Surgeon Simulator firmly established UK developer Bossa Studios as a creator of quirky, entertaining and downright weird titles – but its slapstick surgical antics are nothing compared to I Am Bread.
This bizarre, physics-centric adventure puts players in control of a solitary slice of bread as they stretch, flip and bend their way around an abandoned kitchen, as well as the rest of the house. It’s the type of gameplay premise that only a YouTube trailer can do justice.
According to game programmer Murillo Titon de Souza, the origins of this title were surprisingly mundane.
“If I remember correctly, it came from [Bossa Studios’ game designer] Luke, who just wanted to come up with a game where you would play as a slice of bread,” he says.
“After asking ‘what would bread want most in the world?’, it was decided that the objective of the game would be to become toast, and that it would not just use a conventional ‘press forward to move forward’ control scheme, but rather something that would try to mimic the way an actual piece of bread might move around.”
With the concept in place, all that was required was an engine that could handle the odd way in which the studio imagined a slice of bread would move, one that would allow the team to get a build up and running quickly in order to establish whether the idea had merit.
One of Unity’s key strengths in my opinion is that it’s very accessible, so get out there and start making small games, and you will pick up on the basics in no time.
Murillo Titon de Souza, Bossa
“Unity allows us to quickly prototype things, because it’s very easy to set up new projects and get them to a state where we can prove the concept,” explains de Souza.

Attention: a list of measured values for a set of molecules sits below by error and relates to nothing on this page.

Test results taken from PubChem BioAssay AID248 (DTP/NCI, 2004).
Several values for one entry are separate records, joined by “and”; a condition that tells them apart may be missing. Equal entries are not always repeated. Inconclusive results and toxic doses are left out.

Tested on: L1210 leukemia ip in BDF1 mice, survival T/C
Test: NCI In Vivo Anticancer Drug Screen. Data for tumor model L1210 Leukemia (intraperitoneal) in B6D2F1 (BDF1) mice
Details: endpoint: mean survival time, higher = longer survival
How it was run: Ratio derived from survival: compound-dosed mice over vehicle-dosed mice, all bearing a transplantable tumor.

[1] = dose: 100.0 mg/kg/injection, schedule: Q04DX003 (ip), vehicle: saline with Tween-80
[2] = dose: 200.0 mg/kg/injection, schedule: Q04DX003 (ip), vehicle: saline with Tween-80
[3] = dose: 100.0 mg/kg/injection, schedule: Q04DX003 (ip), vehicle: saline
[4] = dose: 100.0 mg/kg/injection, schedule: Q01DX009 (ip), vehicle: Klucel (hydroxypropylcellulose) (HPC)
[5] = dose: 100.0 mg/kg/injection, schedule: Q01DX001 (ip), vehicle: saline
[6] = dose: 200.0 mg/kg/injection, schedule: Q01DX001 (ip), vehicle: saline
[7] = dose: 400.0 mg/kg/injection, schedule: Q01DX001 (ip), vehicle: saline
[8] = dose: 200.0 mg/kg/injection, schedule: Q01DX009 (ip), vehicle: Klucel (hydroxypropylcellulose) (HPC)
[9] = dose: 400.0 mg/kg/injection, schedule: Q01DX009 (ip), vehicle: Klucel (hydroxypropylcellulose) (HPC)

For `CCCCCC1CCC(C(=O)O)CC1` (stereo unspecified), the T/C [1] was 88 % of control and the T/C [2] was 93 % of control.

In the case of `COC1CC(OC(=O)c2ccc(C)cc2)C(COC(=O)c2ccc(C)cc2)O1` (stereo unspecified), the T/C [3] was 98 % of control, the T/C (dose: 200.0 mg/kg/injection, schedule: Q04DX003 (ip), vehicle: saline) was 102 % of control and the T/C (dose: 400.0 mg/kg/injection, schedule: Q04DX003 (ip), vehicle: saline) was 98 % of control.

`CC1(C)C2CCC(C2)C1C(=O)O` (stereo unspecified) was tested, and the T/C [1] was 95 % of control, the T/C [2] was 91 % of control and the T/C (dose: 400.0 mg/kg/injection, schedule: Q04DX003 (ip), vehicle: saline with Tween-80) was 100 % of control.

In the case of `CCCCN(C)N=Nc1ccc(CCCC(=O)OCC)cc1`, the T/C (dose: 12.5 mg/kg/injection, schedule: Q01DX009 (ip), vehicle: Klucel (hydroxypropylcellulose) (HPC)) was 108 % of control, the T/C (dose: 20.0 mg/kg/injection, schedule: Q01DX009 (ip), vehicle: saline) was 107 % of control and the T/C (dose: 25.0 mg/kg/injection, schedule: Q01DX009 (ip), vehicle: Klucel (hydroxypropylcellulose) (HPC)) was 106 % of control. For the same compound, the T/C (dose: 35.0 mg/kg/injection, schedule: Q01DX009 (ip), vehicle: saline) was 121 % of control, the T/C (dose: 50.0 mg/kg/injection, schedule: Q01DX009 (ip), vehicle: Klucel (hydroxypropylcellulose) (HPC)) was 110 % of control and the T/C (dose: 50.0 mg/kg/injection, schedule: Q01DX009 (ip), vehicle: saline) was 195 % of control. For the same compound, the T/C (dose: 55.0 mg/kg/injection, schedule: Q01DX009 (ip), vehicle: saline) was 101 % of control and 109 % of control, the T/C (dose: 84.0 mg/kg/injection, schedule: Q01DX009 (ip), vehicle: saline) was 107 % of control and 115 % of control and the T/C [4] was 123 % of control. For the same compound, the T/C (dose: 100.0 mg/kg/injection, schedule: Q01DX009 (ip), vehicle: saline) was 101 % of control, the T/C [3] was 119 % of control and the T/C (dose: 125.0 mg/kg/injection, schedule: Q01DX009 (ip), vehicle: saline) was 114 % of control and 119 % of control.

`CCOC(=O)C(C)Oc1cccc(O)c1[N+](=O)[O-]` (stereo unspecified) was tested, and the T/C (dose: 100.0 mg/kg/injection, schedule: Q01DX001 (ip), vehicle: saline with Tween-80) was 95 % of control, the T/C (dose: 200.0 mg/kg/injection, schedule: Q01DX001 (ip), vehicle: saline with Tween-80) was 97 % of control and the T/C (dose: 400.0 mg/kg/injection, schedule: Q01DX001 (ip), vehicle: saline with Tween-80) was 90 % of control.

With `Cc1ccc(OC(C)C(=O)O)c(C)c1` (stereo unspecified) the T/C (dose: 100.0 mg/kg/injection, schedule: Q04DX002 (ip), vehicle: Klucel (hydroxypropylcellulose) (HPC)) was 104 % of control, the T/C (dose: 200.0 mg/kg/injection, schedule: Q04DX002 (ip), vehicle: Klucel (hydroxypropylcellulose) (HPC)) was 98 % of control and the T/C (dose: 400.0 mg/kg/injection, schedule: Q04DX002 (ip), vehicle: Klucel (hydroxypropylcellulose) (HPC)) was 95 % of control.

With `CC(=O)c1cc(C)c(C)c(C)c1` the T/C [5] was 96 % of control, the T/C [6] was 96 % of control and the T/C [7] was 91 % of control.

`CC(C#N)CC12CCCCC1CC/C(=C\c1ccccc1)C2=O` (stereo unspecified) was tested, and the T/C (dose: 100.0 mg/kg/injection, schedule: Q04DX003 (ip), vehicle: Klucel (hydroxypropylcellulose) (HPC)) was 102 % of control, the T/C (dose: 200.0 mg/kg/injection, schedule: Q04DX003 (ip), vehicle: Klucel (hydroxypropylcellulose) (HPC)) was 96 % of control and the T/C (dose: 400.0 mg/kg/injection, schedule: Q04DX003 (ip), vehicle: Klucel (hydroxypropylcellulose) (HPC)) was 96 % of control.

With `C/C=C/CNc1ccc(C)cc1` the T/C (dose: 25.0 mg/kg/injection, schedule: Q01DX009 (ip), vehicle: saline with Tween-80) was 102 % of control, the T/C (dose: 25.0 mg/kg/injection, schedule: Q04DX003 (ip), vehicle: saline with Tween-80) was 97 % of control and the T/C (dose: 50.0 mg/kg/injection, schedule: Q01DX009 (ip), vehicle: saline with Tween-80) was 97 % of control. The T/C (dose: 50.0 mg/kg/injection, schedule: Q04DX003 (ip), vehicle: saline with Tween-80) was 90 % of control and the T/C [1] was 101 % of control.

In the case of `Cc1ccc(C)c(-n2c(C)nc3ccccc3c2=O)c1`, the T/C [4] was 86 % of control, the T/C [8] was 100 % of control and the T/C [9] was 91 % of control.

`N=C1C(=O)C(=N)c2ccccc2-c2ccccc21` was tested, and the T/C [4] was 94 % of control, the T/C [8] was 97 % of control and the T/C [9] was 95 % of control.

“I Am Bread started as a small prototype that was made in less than 48 hours during a game jam, something the prototype team would not have been able to achieve without using Unity.
“Furthermore, Unity offered all the features that we expected would be necessary for this project, and our entire code team is proficient with it, which means anyone could easily jump into the project if needed.”
The physics engine proved to be one of the most useful features of Unity for Bossa, allowing them to define the unique way in which players traverse the terrain.
The editor also allowed artists to easily set up large sections of the environments, and Unity’s multi-platform support would help the studio reach as wide an audience as possible.
While Bossa is staffed by plenty of experienced games developers, the programmer believes that Unity would also help newcomers and start-ups create a similar game just as efficiently, and urges aspiring games-makers to try it.
“One of Unity’s key strengths in my opinion is that it’s very accessible, so get out there and start making small games, and you will pick up on the basics in no time,” de Souza advises.
As for I Am Bread, the game’s impact has been just what Bossa hoped for. The title grabbed the attention of both press and players alike, and dispelled much of the scepticism that surrounded its initial reveal.
“The responses have ranged from people laughing out loud all the way to some of them smashing gamepads in rage, as YouTuber Markiplier did in one of his videos,” he says.
“Overall, it seems the game was well received by those who tried it, with lots of people being surprised that it wasn’t just a shallow ‘YouTube bait’ kind of game. That said, the challenge of mastering a novel control scheme proved to be too frustrating for some.”